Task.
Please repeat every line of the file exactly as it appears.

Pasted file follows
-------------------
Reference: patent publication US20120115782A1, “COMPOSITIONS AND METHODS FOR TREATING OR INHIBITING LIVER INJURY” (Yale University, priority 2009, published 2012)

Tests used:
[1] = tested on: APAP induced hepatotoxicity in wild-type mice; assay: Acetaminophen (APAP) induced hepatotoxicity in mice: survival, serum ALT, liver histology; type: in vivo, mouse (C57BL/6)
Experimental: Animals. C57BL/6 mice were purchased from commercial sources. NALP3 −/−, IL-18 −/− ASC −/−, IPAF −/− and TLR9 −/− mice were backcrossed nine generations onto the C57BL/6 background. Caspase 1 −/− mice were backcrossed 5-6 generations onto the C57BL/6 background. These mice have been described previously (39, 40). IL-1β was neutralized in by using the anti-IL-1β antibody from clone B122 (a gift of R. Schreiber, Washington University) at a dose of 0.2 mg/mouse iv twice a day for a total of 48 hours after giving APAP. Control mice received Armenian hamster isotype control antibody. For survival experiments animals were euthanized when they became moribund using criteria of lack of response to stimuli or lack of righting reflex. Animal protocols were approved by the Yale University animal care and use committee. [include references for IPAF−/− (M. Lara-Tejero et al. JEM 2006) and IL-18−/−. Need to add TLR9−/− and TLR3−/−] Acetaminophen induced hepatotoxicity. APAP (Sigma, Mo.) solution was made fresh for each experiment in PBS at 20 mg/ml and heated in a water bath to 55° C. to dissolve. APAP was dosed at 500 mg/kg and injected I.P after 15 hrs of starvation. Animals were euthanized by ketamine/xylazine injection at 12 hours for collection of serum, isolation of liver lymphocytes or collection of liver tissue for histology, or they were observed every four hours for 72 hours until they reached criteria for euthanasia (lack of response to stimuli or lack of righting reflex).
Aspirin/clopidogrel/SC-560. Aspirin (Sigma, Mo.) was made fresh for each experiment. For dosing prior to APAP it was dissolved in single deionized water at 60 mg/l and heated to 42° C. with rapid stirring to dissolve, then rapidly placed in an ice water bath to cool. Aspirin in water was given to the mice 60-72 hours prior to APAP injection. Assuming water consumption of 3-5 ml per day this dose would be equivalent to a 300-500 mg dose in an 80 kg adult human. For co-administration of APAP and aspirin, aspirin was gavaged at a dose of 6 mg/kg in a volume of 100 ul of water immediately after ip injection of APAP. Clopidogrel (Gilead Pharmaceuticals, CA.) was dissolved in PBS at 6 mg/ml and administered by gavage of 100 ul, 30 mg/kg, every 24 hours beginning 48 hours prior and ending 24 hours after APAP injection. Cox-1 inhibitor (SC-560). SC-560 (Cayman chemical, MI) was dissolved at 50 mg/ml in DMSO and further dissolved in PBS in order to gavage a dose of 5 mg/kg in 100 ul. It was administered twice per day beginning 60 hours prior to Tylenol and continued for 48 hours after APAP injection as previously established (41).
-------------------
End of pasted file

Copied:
Reference: patent publication US20120115782A1, “COMPOSITIONS AND METHODS FOR TREATING OR INHIBITING LIVER INJURY” (Yale University, priority 2009, published 2012)

Tests used:
[1] = tested on: APAP induced hepatotoxicity in wild-type mice; assay: Acetaminophen (APAP) induced hepatotoxicity in mice: survival, serum ALT, liver histology; type: in vivo, mouse (C57BL/6)
Experimental: Animals. C57BL/6 mice were purchased from commercial sources. NALP3 −/−, IL-18 −/− ASC −/−, IPAF −/− and TLR9 −/− mice were backcrossed nine generations onto the C57BL/6 background. Caspase 1 −/− mice were backcrossed 5-6 generations onto the C57BL/6 background. These mice have been described previously (39, 40). IL-1β was neutralized in by using the anti-IL-1β antibody from clone B122 (a gift of R. Schreiber, Washington University) at a dose of 0.2 mg/mouse iv twice a day for a total of 48 hours after giving APAP. Control mice received Armenian hamster isotype control antibody. For survival experiments animals were euthanized when they became moribund using criteria of lack of response to stimuli or lack of righting reflex. Animal protocols were approved by the Yale University animal care and use committee. [include references for IPAF−/− (M. Lara-Tejero et al. JEM 2006) and IL-18−/−. Need to add TLR9−/− and TLR3−/−] Acetaminophen induced hepatotoxicity. APAP (Sigma, Mo.) solution was made fresh for each experiment in PBS at 20 mg/ml and heated in a water bath to 55° C. to dissolve. APAP was dosed at 500 mg/kg and injected I.P after 15 hrs of starvation. Animals were euthanized by ketamine/xylazine injection at 12 hours for collection of serum, isolation of liver lymphocytes or collection of liver tissue for histology, or they were observed every four hours for 72 hours until they reached criteria for euthanasia (lack of response to stimuli or lack of righting reflex).
Aspirin/clopidogrel/SC-560. Aspirin (Sigma, Mo.) was made fresh for each experiment. For dosing prior to APAP it was dissolved in single deionized water at 60 mg/l and heated to 42° C. with rapid stirring to dissolve, then rapidly placed in an ice water bath to cool. Aspirin in water was given to the mice 60-72 hours prior to APAP injection. Assuming water consumption of 3-5 ml per day this dose would be equivalent to a 300-500 mg dose in an 80 kg adult human. For co-administration of APAP and aspirin, aspirin was gavaged at a dose of 6 mg/kg in a volume of 100 ul of water immediately after ip injection of APAP. Clopidogrel (Gilead Pharmaceuticals, CA.) was dissolved in PBS at 6 mg/ml and administered by gavage of 100 ul, 30 mg/kg, every 24 hours beginning 48 hours prior and ending 24 hours after APAP injection. Cox-1 inhibitor (SC-560). SC-560 (Cayman chemical, MI) was dissolved at 50 mg/ml in DMSO and further dissolved in PBS in order to gavage a dose of 5 mg/kg in 100 ul. It was administered twice per day beginning 60 hours prior to Tylenol and continued for 48 hours after APAP injection as previously established (41).